In the United States, there are ten recognized tick-associated human illnesses: Lyme disease (LD), Rocky Mountain spotted fever (RMSF), human granulocytic anaplasmosis (HGA), human monocytic ehrlichiosis (HME), tularemia, Southern tick-associated rash illness (STARI), tick-borne relapsing fever (TBRF), Colorado tick fever, Powassan encephalitis, and babesiosis. These tick-borne diseases (TBDs) account for the majority of vector-borne infections reported in the United States . Each year approximately 30,000 cases of Lyme disease are reported to the CDC, ranking it among the ten most common infectious diseases in the nation. Several TBDs can cause severe morbidity and even death.
National reporting for TBDs varies by state, and monitoring TBDs has been limited somewhat by diverse epidemiologic, laboratory, and clinical issues. Changes in reporting requirements over time and in various states result in an inability to evaluate changes in TBD incidence temporally (especially for Lyme disease). Little is known about standard laboratory practices related to some of the TBDs, including types of assays used, diagnostic criteria, and testing volume.
TickNet is a network created in 2007 to foster collaboration on surveillance, research, education, and prevention for tickborne diseases. Collaborators include various divisions within CDC and key state and local health departments. CDC provides extramural funding to participating health departments and partners through the Epidemiology and Laboratory Capacity for Infectious Diseases (ELC) cooperative agreement, to sustain and enhance surveillance for Lyme disease, and through the Emerging Infections Program (EIP), to promote applied research.
The ultimate goals of TickNET are to foster greater collaboration among CDC programs working on tickborne diseases, to enhance and integrate surveillance for tickborne diseases in partnership with states, and to facilitate applied research projects that address key public health questions regarding tickborne diseases. Through these efforts, CDC aims to better understand the burden of tickborne diseases and to develop tools to control their increasing incidence.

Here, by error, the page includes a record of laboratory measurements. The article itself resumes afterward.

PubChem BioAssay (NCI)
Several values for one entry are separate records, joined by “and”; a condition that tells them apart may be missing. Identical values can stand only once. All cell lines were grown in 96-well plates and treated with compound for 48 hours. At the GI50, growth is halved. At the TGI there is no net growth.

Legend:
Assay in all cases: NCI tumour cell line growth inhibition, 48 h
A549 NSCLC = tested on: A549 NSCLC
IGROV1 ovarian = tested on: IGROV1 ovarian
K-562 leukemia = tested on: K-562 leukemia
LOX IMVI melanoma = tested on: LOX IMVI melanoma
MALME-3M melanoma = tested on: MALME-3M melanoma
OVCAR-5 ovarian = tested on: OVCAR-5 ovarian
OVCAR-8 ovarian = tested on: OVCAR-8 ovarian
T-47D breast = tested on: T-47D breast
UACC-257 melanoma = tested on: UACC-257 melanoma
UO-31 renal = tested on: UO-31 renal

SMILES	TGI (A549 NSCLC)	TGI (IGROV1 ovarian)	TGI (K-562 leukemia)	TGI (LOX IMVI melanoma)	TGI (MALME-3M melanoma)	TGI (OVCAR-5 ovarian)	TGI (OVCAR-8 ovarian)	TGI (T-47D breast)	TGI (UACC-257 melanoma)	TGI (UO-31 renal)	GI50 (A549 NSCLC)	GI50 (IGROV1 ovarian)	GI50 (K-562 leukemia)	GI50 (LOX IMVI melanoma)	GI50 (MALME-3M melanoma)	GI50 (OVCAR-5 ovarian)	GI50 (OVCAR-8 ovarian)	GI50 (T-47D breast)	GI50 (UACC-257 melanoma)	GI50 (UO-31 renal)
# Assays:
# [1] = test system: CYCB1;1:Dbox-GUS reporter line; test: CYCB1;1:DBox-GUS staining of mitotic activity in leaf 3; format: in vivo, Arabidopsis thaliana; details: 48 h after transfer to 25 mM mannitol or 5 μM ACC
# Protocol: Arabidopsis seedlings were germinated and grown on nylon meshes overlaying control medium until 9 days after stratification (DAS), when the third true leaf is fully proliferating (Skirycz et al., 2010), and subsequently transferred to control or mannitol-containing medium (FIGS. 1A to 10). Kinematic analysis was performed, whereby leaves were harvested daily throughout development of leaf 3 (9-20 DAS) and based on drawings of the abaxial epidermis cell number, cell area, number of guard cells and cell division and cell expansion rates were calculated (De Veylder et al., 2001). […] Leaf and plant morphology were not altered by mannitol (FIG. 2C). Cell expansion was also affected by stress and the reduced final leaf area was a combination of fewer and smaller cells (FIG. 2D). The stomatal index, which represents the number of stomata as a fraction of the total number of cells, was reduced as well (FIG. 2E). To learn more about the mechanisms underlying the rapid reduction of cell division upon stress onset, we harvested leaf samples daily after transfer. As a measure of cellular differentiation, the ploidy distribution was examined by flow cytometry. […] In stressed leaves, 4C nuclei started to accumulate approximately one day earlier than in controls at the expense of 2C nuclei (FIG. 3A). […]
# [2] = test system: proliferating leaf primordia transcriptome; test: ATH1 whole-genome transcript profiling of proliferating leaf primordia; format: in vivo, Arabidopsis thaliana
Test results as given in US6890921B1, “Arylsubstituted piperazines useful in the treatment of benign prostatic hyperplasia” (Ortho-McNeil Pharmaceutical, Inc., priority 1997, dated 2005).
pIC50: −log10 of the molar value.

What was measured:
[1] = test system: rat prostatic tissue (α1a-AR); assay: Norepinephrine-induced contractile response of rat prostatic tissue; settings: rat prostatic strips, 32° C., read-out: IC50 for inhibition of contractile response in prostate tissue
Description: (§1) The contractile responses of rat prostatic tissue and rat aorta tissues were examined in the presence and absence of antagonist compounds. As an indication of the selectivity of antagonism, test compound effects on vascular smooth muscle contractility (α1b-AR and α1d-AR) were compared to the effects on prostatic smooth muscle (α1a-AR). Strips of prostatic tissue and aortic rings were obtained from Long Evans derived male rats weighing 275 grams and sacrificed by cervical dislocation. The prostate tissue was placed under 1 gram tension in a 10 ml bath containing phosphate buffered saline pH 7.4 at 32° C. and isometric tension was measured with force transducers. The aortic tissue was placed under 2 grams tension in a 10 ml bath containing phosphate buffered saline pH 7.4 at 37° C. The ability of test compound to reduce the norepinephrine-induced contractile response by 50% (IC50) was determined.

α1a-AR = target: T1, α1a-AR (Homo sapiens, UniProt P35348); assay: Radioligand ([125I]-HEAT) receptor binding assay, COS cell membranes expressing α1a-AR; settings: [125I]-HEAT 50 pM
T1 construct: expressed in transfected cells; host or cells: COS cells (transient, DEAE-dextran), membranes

Connecticut has collaborated with CDC and other TickNET sites in Maryland, Minnesota, and New York on various projects including:
Evaluating national and state-specific (CT, MD, MN, NY) laboratory testing practices for Lyme and other tickborne diseases. The CT EIP staff took the lead on developing and implementing the survey. Results for this project were published in 2014 and 2016.
Lyme and other Tickborne Diseases Prevention Study (LTDPS): This was a randomized, blinded, placebo-controlled acaricide trial which took place in CT, MD, and NY in order to evaluate the efficacy of single springtime applications of acaricide on residential properties to prevent tickborne diseases. Results for this project were published in 2016.
Bait Box Intervention Study (BBI): The goal of this study was to investigate whether tickborne diseases can be prevented with the use of commercially available, SELECT TCS Tick Control System bait boxes, a rodent-targeted method of tick control. Data collection for this project was completed in 2016 and the results are expected soon.